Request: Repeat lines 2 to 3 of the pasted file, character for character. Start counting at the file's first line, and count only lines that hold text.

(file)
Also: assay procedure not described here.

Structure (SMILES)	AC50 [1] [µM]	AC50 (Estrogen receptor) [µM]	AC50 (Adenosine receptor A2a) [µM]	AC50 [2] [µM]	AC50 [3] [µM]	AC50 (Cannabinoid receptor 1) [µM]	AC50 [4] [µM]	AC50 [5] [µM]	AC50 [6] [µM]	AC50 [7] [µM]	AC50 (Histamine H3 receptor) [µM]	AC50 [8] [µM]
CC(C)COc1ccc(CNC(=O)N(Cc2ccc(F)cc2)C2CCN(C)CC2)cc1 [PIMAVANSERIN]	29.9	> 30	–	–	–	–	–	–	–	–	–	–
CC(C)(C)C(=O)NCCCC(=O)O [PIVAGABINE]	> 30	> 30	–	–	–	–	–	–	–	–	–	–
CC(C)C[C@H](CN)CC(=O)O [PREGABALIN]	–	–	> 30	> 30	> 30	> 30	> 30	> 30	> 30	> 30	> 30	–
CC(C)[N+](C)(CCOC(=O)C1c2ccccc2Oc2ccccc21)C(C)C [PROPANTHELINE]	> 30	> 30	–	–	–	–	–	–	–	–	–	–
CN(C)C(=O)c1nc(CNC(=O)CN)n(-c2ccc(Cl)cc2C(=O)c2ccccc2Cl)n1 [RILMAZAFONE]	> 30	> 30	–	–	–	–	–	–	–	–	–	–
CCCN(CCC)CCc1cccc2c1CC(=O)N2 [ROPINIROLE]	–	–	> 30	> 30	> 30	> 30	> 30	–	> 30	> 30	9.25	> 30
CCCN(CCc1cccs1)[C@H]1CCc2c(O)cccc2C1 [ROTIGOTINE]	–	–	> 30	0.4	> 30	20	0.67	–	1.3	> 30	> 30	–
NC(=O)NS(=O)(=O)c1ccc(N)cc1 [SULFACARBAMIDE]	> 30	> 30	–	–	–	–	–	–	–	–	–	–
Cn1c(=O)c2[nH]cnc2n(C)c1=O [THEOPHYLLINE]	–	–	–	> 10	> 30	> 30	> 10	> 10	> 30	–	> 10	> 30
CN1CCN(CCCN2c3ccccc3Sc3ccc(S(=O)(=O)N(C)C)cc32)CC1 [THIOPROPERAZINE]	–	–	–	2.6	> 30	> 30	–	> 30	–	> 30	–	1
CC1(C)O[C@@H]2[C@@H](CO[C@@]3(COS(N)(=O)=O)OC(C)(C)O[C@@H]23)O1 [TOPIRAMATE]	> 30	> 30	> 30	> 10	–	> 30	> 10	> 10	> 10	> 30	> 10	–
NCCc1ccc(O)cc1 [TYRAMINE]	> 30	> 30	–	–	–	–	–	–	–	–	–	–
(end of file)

Structure (SMILES)	AC50 [1] [µM]	AC50 (Estrogen receptor) [µM]	AC50 (Adenosine receptor A2a) [µM]	AC50 [2] [µM]	AC50 [3] [µM]	AC50 (Cannabinoid receptor 1) [µM]	AC50 [4] [µM]	AC50 [5] [µM]	AC50 [6] [µM]	AC50 [7] [µM]	AC50 (Histamine H3 receptor) [µM]	AC50 [8] [µM]
CC(C)COc1ccc(CNC(=O)N(Cc2ccc(F)cc2)C2CCN(C)CC2)cc1 [PIMAVANSERIN]	29.9	> 30	–	–	–	–	–	–	–	–	–	–